There are few things worse than hauling all yourout, only to find a giant wad of tangled . It takes what feels like forever to untangle them and, in the process, you're probably jostling a few bulbs loose, which only makes matters worse.
Now that Christmas is over and the lights will be coming down soon, here are five ways to store them neatly so you won't have to untangle them next December.
While it's tempting to grab a strand and just start winding it around your arm, as soon as you pull your arm out of the wound lights, the tangles begin.
The solution? Use the same concept, but replace your arm with a rectangular piece of cardboard. Cut it to about the size of a magazine and cut a slit in one end. Slide one of the ends of the strand lights in the slit and begin wrapping around the long edge of the cardboard until you run out of lights. You can even double-up by interlocking two or three strand lights per piece of cardboard.
Once you're finished wrapping, plug the loose end into the plug that held by the slot in the cardboard to hold everything together.
Sometimes the simplest methods work best.
If you don't have enough cardboard on hand but have some excess clothes hangers, you can use those instead. Take one of the loose ends of the strand and hook it through one of the strap holders. Then, while keeping the strand taut, begin wrapping it around the clothes hanger vertically, keeping it as neat as possible.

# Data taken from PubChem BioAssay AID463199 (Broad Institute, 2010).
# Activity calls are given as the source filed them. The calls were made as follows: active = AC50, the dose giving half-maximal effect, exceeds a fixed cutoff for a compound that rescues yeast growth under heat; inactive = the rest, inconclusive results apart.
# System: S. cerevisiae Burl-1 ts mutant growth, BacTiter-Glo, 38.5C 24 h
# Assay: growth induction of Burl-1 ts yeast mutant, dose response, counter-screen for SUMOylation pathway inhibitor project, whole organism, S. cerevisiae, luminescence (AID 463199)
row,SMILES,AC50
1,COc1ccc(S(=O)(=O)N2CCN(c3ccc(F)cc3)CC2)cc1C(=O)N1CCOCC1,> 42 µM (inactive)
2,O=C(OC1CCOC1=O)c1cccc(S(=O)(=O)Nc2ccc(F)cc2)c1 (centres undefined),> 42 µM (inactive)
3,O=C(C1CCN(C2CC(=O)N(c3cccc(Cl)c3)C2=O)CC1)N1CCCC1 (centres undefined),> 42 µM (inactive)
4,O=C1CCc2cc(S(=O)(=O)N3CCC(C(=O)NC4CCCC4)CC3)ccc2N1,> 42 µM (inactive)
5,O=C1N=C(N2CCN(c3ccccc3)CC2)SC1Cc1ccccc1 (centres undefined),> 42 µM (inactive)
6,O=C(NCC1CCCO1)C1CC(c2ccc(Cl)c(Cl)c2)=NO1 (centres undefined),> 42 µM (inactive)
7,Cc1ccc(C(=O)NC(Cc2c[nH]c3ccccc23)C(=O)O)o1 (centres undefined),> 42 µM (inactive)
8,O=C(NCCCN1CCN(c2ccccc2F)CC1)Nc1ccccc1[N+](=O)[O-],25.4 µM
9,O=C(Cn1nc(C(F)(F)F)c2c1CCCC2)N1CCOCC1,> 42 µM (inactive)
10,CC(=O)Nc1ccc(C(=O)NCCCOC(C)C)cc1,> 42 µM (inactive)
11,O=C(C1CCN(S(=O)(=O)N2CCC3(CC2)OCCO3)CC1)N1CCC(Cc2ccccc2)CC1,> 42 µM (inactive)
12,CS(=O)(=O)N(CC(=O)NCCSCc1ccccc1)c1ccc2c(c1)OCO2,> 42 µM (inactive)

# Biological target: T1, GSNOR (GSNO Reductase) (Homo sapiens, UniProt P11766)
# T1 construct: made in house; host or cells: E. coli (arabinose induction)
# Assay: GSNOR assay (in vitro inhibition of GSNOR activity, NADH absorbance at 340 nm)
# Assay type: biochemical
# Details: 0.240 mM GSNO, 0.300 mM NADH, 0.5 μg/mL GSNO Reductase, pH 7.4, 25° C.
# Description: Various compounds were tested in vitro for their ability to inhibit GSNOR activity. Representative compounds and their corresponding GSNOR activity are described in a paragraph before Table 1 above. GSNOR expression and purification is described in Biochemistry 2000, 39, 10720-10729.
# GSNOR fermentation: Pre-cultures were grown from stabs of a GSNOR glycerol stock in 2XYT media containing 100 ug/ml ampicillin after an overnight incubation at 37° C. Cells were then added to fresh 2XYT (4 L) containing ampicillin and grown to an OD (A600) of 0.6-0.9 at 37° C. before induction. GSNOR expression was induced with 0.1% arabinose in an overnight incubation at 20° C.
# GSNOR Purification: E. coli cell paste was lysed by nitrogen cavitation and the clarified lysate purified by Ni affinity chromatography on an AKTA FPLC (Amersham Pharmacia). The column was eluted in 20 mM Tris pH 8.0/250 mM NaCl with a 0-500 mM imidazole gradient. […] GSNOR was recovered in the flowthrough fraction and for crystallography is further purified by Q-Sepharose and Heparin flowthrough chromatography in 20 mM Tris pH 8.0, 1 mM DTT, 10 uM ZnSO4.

When you're done wrapping, either hook the other end in the other strap holder or plug it into the other end of the strand. Then you can hang them in the storage closet. How convenient.
When you first took the strand lights out of the box they came in, they were likely bunched and held together with a cable tie or rubber band.
This can be redone quite easily, but it's a bit more time-consuming. The benefit is that it's even less likely to get tangled.
To bunch the lights again, grab one of the lights near one of the ends. Next, grab a light two lights away on either side and group them together. This gives you two lights on one end and one light on the other. Continue to bunch every other light until you run out of strand. Wrap the loose ends around the middle of the bunch and connect the plugs.
Use a cord reel
Another option is to purchase a cord reel, typically used for long extension cords. They come in several different styles, but the premise is the same. There are large cord reels with a handle that can hold hundreds of feet of cord, or you can find a spindle with a handle. They range from just a couple buck to upwards of $70 (£52 or AU$90).
Connect all your strands together and attach one end of the light strand to the roller and spin it until the strand is completely wound. Next year, simply unspool the strand lights when it's time to decorate for the holidays again.
Roll in plastic sheets
The above methods really work best for standard strand lights. But if you happen to have icicle lights, you may find wrapping methods don't suffice. However, there's a simple trick that works really well for icicle strands.
Buy a 1-foot-wide (30-centimeter) roll of plastic. Roll out a length of plastic sheet equal to that of the strand lights and cut the plastic sheet from the roll. Place the strand on top of the plastic sheet and roll the plastic sheet and strand lights together. This will keep the icicle strands from tangling and bundle everything neatly inside a sheet of plastic.
When you're ready to use them next year, unroll the plastic and you'll have a perfectly tangle-free strand of icicle lights.